Native American Masks - Secret Societies and Symbols

Native American Masks - Eastern, Southwest and Pacific

Native American masks masks are beautiful, mysterious, frightening, silly … the purpose of masks, as with most things associated with the Native cultures, vary from tribe to tribe – some spiritual, some healing, some for entertaining. Native Americans had a deep relationship with animals in their environment and adopted the “spirit” of various animals to help them on their life’s quest. It was believed that when a person put on a mask for ceremonies, the spirit of the animal depicted in the mask entered the person wearing it and share in the spirit/power of that animal. Some masks were portrait masks, intended to portray an important figure. Some were used by a culture’s secret society, for instance a war society or a healing society. Some were worn by shamans. Some were used in the Northwest Coast’s potlatch ceremonies.

Apache Spirit Dancers

The most renowned makers of Native American masks were the Northwest Coast Indians – they carved beautiful and elaborate dance masks.

Northwest Coast Mask

The Hopi and other Pueblo Indians carve and paint wooden Kachina masks for their traditional religious dances.

Hopi Kachina Mask

The Iroquois’ False Face society is a healing society and deeply spiritual to the Iroquois Nation.

Navajo and Apache made leather masks.

The Cherokee would craft their Native American masks from gourds for storytelling. This crafting has dramatically decreased with the forced removal of the Cherokee from their traditional lands and the gourds used to make the masks were unavailable in the new locations.

Mask of the Cherokee

Collecting or Purchasing of Native American masks...

  • To ensure authenticity, visit reputable galleries.
  • Carvings are generally signed by the carver.
  • Purchased on-line from site guaranteeing authenticity in writing.
  • Authentic carvings are carved from wood, not plastic or resin.
  • It is a one-of-a-kind piece.
  • If the details are too perfect with straight sides or perfectly flat bottom, it is probably not authentic.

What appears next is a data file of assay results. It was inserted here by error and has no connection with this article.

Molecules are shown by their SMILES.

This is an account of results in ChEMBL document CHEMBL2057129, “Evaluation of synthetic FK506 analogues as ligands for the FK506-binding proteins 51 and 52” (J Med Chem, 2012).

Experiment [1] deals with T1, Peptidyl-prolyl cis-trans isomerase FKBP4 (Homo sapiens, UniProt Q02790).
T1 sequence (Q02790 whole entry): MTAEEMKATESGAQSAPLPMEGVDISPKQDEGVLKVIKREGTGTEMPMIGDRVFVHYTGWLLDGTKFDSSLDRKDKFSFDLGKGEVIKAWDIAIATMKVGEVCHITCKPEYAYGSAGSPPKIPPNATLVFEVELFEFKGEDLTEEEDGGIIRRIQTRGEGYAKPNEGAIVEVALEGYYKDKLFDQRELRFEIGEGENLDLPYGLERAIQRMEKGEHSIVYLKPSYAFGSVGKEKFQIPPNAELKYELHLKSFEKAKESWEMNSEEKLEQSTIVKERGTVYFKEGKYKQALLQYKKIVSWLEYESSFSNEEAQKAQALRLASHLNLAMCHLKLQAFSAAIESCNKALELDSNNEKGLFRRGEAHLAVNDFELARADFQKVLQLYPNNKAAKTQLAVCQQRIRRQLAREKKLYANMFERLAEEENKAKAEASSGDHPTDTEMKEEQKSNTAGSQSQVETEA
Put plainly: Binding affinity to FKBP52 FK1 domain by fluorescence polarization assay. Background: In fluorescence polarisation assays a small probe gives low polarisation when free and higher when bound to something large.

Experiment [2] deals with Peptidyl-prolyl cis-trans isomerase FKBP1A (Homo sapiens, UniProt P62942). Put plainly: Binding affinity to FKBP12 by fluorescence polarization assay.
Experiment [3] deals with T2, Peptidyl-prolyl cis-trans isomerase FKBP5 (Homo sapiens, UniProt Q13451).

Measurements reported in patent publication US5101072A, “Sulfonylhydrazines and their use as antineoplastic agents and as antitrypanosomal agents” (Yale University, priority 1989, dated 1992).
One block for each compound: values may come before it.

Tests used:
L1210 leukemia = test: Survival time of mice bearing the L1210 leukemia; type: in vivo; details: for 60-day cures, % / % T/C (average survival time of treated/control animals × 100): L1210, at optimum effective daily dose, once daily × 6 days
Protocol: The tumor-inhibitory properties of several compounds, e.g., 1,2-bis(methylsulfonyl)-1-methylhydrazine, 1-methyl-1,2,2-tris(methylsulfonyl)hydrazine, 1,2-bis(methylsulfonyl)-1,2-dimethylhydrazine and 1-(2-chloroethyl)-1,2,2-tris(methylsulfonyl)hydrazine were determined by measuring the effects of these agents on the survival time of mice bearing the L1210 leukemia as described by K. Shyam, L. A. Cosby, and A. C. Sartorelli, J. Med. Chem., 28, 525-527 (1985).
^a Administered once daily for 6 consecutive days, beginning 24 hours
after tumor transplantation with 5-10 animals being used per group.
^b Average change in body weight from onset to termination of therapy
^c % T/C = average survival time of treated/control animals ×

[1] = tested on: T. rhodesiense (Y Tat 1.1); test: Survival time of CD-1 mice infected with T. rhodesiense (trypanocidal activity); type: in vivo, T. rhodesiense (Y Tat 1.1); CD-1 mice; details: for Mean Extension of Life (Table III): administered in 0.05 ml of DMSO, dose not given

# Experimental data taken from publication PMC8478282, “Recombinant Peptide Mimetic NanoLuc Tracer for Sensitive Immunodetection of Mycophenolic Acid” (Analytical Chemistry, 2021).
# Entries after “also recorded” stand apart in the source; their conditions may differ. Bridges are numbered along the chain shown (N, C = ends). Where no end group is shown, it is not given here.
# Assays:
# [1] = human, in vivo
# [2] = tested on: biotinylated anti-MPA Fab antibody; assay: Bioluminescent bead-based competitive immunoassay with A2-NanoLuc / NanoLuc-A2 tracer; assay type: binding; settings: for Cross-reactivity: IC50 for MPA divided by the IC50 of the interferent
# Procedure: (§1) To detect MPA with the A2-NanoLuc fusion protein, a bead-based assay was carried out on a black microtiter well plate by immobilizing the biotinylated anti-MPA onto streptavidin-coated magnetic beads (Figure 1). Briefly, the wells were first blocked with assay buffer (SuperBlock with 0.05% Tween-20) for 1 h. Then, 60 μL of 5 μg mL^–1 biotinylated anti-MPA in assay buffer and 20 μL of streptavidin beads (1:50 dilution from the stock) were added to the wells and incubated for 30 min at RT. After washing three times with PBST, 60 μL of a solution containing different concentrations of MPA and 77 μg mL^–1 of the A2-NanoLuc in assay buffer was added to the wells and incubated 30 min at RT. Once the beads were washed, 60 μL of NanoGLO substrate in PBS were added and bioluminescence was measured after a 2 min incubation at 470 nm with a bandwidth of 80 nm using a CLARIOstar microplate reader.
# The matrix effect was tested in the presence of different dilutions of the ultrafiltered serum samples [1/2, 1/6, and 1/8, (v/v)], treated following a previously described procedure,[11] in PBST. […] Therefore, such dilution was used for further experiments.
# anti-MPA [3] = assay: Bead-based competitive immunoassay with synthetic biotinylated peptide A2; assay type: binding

• There will be a vast price difference between authentic and a knock-off.
  • Some knock-offs will be made from wood or a wood composite. If there are other pieces that are too similar, they were probably mass-produced.

Indeed, mass-produced reproductions fill a market niche for those who cannot afford the real thing. However, reproductions do not feed a family. If the original artisans were paid a royalty, then everyone would benefit. BUT, this is seldom done.

Free Spirit Gallery offers free eBooks: Pacific Northwest Native Indian Art; An Overview of Canadian Arrtic Inuit Art; and Pacific Northwest Native Indian Art Carvings.

If Native American Indian pieces are of interest for either buying or collecting, become familiar with them. Visit museums to study the various forms, materials, tribal affiliations and designs. Go to art shows that showcase Native American artisans. Antique shows are also a good venue - go through the booths of vendors selling these items. If they are passionate about what they have, they will answer your questions. And, of course, inter-tribal powwows are excellent venues to look and ask.

You can also go the The Indian Arts and Crafts Association for a listing of registered and certified Native American Artisans.

Above all, any art form being marketed as a genuine Native American handcrafted item must legally be just that. The spirit of the law is that any artwork or craft fashioned by a Native American, the artisan must be a member of an Indian Tribe, and their membership has been verified and certified.

These Native American artisans are practicing their art perhaps as a livelihood. And, through their art, they are keeping their culture, history and spirituality alive.

Native American Arts has free e-books covering the subjects of Collecting and Fraudulence that are excellent!

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